Each year, we dedicate the month of April to recognize and honor the outstanding and invaluable work of counselors across the nation. Throughout the year, and especially over this last year, counselors have worked tirelessly guiding and encouraging others
toward a healthier and happier future. This April, as we pass the one-year anniversary of a global pandemic that has rocked our lives, we do so with a more profound understanding of the dire need for counseling in our everyday lives. We all remember
the seemingly sudden closing of schools, transitions to working from home, non-essential closures and adapting to the new, uncertain normal. For so many, this unprecedented crisis meant job loss, financial instability, fear, anxiety and a looming
sense of uncertainty that lingers on. Rising to the challenge, counselors across the nation worked endlessly to answer the call to action and form cohesive treatment plans, calm frantic callers and instill a sense of peace and resilience to those
struggling to adjust to the new normal.
Counselors and mental health professionals faced the same issues everyone else did in the beginning of the pandemic. How do we offer our valuable and needed services while also protecting the most vulnerable and adhering to new government and health recommendations?
The solution was simple: use technological advancements to make therapy accessible and safe for anyone in need. During March of last year, when non-essential businesses closed and our health was made vulnerable by merely stepping outside, telemedicine
became the new norm for counseling and mental health care.
Telemedicine is the process of providing healthcare from a distance using technology, often through video conferencing. When much of the U.S. went into lockdown as a result of the COVID-19 pandemic, in-office intimacy became impossible across nearly all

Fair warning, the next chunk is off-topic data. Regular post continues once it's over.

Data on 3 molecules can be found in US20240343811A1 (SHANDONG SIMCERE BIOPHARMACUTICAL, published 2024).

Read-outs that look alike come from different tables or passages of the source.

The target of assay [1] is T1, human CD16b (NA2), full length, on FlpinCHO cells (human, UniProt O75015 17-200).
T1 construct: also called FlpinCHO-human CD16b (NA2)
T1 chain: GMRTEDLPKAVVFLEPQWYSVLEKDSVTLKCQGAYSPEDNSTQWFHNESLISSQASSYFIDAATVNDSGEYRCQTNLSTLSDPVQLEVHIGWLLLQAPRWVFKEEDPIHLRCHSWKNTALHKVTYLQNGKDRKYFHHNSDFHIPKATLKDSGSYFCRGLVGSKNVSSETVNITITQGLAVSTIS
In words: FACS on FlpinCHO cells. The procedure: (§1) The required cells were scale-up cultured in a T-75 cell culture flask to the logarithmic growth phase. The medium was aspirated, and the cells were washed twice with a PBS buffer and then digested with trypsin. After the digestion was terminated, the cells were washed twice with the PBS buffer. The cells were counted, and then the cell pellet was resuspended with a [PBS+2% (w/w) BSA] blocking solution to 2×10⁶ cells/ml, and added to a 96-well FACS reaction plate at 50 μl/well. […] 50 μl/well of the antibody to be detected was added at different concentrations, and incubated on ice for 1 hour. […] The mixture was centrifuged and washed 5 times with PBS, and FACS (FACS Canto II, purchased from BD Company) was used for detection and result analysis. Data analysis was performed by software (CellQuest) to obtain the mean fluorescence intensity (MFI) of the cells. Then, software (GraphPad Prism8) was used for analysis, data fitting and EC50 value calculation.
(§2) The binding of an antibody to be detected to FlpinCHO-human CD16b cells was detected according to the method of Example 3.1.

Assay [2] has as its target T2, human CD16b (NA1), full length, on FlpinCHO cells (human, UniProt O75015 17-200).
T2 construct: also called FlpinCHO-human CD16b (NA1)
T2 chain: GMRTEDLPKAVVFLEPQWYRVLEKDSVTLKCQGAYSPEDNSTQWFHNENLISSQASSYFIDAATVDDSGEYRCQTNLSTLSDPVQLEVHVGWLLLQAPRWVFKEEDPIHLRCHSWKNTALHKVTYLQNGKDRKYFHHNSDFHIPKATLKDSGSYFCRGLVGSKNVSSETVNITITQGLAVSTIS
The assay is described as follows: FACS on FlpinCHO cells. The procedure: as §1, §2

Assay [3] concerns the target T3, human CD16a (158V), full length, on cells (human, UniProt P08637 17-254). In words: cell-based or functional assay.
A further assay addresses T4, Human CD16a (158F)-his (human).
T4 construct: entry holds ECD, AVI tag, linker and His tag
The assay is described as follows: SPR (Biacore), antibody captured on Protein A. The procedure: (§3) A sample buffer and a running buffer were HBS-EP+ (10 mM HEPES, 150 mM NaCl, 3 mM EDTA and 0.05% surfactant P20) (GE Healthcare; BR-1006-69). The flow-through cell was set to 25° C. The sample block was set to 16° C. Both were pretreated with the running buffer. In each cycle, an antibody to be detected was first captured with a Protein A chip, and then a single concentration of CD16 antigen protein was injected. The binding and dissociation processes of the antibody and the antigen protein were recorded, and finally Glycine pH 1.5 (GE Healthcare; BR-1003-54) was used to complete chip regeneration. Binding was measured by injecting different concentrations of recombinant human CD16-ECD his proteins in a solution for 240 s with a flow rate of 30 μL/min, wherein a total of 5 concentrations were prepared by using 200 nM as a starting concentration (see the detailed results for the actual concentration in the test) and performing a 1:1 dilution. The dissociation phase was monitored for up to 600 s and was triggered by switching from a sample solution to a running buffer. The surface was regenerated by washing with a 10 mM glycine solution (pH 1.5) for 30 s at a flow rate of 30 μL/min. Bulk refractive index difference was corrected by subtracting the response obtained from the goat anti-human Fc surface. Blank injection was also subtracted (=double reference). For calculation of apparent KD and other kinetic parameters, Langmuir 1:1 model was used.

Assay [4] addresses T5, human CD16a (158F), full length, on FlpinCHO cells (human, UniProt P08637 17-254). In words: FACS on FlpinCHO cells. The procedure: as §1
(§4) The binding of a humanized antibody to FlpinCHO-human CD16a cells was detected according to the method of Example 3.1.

professional disciplines. Although telemedicine was new to so many of us in the early days of the pandemic, many health care professionals (including mental health professionals) had already begun to embrace this new way of seeing patients. Virtual
counseling is a modern way to receive therapy through a secured platform to facilitate video sessions, ongoing direct messaging therapy or a combination of both. Virtual counseling and telepsychiatry involve direct interaction between a counselor
or psychiatrist and the patient. As a result, online counseling experienced a boom during the pandemic, and its popularity among users indicates that it’s likely to be a staple post-pandemic.
Last year, mid-pandemic, the American Psychiatric Association surveyed its members on
the frequency in which they held tele-psych sessions both before and after the onset of the pandemic. The results were astonishing: prior to COVID-19, 63.6% of respondents did not use virtual sessions at all. After the onset of the pandemic that figure
plunged to just 1.9%. Conversely, before COVID-19 hit, only 2.1% reported using tele-psychiatric care 76-100% of the time. Currently, this figure has soared to 84.7%.
This responsive move towards online therapy may have been an effect of a much larger cause, yet the benefits to both practitioners and patients have been insurmountable. For starters, there’s the convenience and availability. Online counseling has
made getting the care we need as easy and available as opening our laptops. No longer are we faced with the hindrances of commuting and time wastes in between sessions. Furthermore, communities living in rural outskirts of cities are now benefiting
from the same resources available to more populated areas as applied to online counseling. Finally and most importantly, peer-reviewed studies have shown that remote therapy or “teletherapy,” which is generally done through video conference,
can be just as effective as in-person therapy for treating post-traumatic stress, depression and anxiety.
Essentially, the pandemic has set in motion a positive mental health revolution, making care available, convenient and, in a way, less daunting for those who may experience anxiety at the thought of an in-person meeting in a formal setting.
Thus, in the spirit of positivity and silver linings, let us honor our counselors who, by providing services both in-person or virtual, have helped us navigate not only these tumultuous times, but our personal growth and obstacles. Here’s to the
counselors who work long hours breaking down mental health stigmas, offering guidance, encouragement or just a listening ear. Here’s to hoping there are better mental health days ahead for us all.